Boomers, representing 37% of the group. Plus, there’s also an absence of multicultural
representation, with a skew of 70% toward White Americans.
Centrists Share Patriotic Traits With Conservatives but Differ in Their
Focus on Courage
Centrists often lean toward conservative qualities, showcasing traits like patriotism,
discipline, and heritage.

When it comes to generational diversity and ethnicity, Centrists find themselves in the middle
ground, showing a balanced distribution across generations and some representation from
diverse consumer groups.
The Forgotten Segment: Americans Who Opt out of Political Affiliation
Do So Intentionally and Based on Their Unique Values
The fourth political group is often overlooked. This group doesn’t make a lot of noise and
defies categorization without a defined political view. These are the nonconformists, the free
spirits of the political spectrum.

Nonconformists exude a sense of introspection and reservation, yet beneath the surface,
they harbor a selfless spirit and a thirst for change. This mirrors the progressive ideals and
social consciousness associated with liberals.
When delving into the traits of nonconformists, it’s apparent that social anxiety and
reservedness take precedence. As such, this segment tends to shy away from commenting
on social media and similar platforms.
Yet, despite their reserved nature, nonconformists lean towards liberal values, forging a
connection with the broader liberal cohort.
Nonconformists are a diverse group, boasting 19% Hispanic, 16% Black, and 7% Asian
representation. Yet, what truly stands out is the youthfulness of this segment, with 33%
belonging to Generation Z and 31% to Millennials, making it the youngest group among all
Recognizing the Impact of Nonconformists in the Discussion of Political
The nonconformist segment represents 21% of the U.S. population, comprising 52 million

● Key Segments: Younger Generation Z and Millennials, and multicultural consumers.
● Values: Change-oriented and achievement-seeking.
Accounting for the nonconformists reveals a harmonious blend of values, perspectives, and
culture. That is, 50% of the U.S. population leans toward liberal views. Once more, these two
political groups – nonconformists and liberals – represent a culture shaped by a younger
demographic. This accentuates a distinct political polarization that spans generations.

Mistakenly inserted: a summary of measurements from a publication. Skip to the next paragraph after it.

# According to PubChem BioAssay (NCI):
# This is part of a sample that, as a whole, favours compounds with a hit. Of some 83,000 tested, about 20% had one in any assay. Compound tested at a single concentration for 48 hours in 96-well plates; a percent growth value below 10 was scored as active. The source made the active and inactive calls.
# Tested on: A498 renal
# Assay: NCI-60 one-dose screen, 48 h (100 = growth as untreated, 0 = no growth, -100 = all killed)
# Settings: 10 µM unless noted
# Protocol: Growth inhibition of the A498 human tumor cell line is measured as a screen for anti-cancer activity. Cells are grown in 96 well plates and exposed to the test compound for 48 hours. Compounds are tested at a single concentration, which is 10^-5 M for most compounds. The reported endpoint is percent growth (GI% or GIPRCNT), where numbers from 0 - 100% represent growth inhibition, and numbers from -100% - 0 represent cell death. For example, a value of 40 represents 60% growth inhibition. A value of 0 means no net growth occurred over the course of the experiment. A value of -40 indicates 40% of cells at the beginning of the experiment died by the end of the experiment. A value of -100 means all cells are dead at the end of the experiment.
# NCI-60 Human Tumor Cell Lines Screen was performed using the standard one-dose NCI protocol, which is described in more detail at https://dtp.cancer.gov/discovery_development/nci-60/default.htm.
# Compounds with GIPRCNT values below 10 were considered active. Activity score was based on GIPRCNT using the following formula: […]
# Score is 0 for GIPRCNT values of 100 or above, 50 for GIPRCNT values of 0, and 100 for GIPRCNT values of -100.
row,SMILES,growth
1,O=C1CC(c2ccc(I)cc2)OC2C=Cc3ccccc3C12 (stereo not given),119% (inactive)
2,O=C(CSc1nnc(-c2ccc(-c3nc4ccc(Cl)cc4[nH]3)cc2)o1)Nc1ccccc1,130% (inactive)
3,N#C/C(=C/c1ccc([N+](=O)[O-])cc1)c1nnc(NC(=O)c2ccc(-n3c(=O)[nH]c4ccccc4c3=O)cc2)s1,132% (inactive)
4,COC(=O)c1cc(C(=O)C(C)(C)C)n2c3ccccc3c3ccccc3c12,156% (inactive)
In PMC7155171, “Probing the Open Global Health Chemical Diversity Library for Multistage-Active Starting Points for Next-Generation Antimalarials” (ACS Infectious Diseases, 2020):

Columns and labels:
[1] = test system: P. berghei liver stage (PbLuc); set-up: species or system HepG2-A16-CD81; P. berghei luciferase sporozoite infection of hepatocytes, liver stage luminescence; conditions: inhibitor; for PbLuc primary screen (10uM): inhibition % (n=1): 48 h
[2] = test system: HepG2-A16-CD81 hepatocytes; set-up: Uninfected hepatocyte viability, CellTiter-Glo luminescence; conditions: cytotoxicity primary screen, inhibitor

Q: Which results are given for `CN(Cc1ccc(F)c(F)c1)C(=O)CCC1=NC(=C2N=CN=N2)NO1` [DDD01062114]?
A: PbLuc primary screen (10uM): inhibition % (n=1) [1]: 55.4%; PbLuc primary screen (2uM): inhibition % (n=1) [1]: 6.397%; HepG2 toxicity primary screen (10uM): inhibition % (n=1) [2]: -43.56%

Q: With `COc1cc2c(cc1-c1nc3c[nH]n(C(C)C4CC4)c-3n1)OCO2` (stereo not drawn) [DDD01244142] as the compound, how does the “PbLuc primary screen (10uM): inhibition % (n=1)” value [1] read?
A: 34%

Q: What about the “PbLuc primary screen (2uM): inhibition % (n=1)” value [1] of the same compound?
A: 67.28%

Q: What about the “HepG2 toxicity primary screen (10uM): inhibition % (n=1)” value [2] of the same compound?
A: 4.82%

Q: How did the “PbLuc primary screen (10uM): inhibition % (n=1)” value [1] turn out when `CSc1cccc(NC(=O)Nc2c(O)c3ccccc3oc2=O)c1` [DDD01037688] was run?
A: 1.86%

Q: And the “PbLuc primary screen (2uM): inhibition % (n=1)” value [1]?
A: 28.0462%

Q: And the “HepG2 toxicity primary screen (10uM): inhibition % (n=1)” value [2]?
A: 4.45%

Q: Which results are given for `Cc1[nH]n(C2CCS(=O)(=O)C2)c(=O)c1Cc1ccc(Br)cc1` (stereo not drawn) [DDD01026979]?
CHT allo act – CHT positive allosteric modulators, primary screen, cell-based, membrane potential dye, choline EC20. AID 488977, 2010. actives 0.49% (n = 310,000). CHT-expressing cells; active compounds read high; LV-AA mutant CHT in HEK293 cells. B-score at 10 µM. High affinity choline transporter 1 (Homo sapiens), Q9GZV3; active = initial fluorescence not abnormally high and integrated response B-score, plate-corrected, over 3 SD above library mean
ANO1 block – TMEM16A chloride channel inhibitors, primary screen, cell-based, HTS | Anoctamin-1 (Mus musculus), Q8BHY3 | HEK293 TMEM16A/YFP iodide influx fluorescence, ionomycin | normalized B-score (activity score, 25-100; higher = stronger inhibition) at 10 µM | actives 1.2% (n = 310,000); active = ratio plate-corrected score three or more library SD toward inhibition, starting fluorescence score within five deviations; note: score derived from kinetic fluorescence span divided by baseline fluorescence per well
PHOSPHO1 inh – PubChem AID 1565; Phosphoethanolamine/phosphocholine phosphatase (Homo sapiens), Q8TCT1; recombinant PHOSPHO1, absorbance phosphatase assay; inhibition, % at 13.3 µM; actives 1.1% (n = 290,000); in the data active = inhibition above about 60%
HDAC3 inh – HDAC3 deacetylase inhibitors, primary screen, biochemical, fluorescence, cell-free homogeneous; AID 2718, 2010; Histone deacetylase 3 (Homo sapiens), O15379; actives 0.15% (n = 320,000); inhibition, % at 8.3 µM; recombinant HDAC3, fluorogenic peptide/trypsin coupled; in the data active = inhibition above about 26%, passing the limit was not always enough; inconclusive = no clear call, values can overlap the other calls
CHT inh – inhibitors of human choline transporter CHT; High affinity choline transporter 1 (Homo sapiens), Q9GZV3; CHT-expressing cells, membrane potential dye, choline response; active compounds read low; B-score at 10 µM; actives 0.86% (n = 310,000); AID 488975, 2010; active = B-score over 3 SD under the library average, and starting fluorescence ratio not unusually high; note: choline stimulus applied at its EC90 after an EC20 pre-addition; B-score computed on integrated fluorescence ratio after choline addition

Generational Tug-of-War: Political Polarization Across
Collage Group has identified a clash between generations, pitting Baby Boomers against
Generation Z in a tug-of-war for societal direction.
Older generations (namely Baby Boomers) and younger cohorts (namely Generation Z)
epitomize contrasting values that shape their political views and, consequently, their culture.
● Baby Boomers: Older generations embody the spirit of rugged individualism, where
self-reliance and resilience are prized. Their world, often a monoculture, reflects their
limited exposure to diversity. Boomers, in particular, prioritize stability above all else.
● Generation Z: Younger cohorts champion individuality as a means of belonging. To
them, uniqueness isn’t just welcomed; it’s the key to finding their place in the world.
What’s Causing This Political Polarization Across Generations?
Social media serves as both a catalyst and amplifier of this generational divide. These
platforms are echo chambers that amplify the consumer’s voice, both positive and negative,
while also challenging conventional norms.

Plus, increasing societal diversity is also accelerating political polarization. Diverse segments
are indeed becoming the new mainstream. Specifically, 42% of the U.S. population, that’s
140 million individuals, is multicultural. And by 2042, the U.S. is on track to become a
multicultural majority.
Navigating the Cultural Tapestry of Political
Polarization: A Blueprint for Adaptation
Collage Group’s America Now survey concludes that marketers must adapt to the political
polarization witnessed today, while also knowing generational polarization is also a driver
separating groups.
Political groups embody diverse cultures. When exploring political polarization through this
cultural lens, a less rigid divide across the nation is observed. That is, 50% of Americans
lean towards a more liberal outlook when the influence of nonconformists is accounted for.
Yet, despite this possible blending on a national scale, polarization remains strong across
generations, igniting a clash of cultures and ideas. That is, liberals and nonconformists
represent younger cohorts, while those with more conservative views tend to be older. As
such, younger generations are less likely to identify with conservative memes. Once more,
the nonconformist segment must be accounted for, and individuals in this group are not
easily swayed by traditional marketing tactics or partisan messaging. Instead, they value
positive change, and privacy.
For brands to thrive in this landscape, adaptation is key. Recognizing that politics and culture
are now inseparable, marketers should stand and align themselves with the distinct political
ideology and values of their target audience. For instance, as a marketer, you wouldn’t
advertise environmental products if your target audience was predominantly older

The politics is reflecting generational differences.

Generational political polarization is here to stay. As such, brands must avoid oversimplified
narratives and focus on values over politics.
By embracing the complexity of these cultural shifts and steering clear of binary
thinking, brands can navigate the realm of political polarization with authenticity and